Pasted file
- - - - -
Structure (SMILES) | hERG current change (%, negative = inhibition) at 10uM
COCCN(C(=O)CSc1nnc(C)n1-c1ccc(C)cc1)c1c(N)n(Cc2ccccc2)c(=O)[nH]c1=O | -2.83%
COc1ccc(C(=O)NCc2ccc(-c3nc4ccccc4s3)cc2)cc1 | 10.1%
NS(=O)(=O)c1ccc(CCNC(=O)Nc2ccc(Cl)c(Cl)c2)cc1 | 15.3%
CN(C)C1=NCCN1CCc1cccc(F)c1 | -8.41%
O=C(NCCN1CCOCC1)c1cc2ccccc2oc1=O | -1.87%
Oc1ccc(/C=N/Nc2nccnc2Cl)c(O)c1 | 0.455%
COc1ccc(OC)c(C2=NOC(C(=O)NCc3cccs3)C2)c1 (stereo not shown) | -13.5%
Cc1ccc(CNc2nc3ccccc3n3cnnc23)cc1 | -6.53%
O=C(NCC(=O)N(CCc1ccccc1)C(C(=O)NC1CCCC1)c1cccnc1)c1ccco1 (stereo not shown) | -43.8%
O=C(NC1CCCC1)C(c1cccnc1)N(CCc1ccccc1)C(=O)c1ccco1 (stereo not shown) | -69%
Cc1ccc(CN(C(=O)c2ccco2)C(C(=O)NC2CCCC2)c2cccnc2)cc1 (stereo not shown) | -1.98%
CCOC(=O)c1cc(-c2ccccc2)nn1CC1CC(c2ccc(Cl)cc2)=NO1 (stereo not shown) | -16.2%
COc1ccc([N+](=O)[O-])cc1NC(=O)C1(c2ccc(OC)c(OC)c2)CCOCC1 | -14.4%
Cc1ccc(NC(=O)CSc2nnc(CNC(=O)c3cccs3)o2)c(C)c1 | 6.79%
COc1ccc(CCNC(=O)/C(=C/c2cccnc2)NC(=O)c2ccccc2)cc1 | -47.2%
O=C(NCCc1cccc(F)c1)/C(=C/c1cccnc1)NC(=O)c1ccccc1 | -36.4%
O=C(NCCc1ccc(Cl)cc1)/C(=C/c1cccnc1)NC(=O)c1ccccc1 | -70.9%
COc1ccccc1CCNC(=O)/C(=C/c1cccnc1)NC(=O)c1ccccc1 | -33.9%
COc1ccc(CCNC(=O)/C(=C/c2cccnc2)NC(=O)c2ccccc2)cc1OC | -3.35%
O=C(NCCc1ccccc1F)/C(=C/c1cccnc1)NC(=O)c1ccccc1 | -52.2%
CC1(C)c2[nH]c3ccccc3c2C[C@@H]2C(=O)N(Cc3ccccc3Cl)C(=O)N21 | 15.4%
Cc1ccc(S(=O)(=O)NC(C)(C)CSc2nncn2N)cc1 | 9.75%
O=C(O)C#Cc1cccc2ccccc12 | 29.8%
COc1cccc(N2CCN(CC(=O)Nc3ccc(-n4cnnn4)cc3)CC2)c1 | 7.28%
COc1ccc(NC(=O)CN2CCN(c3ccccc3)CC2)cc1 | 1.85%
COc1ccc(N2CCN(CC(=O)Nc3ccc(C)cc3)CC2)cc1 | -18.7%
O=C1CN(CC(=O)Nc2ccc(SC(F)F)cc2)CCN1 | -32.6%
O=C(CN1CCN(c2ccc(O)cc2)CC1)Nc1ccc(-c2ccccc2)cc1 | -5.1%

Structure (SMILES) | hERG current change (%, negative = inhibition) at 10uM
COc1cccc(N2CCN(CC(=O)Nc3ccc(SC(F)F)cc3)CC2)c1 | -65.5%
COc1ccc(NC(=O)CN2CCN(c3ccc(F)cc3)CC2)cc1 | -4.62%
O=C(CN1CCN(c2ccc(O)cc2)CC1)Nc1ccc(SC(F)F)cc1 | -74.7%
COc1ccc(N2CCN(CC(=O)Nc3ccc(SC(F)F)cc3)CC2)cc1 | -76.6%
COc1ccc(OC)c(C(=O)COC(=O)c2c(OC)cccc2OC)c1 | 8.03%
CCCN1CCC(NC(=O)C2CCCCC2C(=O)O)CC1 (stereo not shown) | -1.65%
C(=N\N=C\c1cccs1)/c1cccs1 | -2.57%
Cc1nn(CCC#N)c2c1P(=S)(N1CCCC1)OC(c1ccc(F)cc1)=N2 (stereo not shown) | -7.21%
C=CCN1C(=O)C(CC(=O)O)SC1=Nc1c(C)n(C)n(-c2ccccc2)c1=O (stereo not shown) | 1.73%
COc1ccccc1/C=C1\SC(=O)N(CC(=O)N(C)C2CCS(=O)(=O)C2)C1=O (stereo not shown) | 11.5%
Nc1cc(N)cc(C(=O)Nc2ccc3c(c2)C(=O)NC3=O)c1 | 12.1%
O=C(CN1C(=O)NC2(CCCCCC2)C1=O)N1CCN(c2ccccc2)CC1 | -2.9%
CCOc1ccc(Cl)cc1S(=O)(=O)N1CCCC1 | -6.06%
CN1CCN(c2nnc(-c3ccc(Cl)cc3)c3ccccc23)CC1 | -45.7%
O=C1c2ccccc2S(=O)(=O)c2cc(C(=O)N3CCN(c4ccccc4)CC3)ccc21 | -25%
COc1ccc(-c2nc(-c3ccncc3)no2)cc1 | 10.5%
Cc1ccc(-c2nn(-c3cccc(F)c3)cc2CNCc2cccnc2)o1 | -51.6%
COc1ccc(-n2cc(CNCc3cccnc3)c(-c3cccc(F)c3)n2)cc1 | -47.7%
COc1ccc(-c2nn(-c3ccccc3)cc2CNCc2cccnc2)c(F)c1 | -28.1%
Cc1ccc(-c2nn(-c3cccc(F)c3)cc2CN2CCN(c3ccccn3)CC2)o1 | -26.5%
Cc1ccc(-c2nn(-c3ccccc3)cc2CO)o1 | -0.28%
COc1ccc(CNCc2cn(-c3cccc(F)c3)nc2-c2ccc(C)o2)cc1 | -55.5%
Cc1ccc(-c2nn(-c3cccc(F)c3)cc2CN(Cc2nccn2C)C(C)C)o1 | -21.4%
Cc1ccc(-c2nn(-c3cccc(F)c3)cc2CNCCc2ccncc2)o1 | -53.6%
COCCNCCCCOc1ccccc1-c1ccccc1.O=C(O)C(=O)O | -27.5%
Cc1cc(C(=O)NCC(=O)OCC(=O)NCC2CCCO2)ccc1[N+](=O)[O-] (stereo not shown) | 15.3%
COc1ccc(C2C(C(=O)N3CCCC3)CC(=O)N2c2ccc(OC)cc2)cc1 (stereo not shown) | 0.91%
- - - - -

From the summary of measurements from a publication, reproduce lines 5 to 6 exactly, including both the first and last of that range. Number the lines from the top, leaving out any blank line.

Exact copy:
CN(C)C1=NCCN1CCc1cccc(F)c1 | -8.41%
O=C(NCCN1CCOCC1)c1cc2ccccc2oc1=O | -1.87%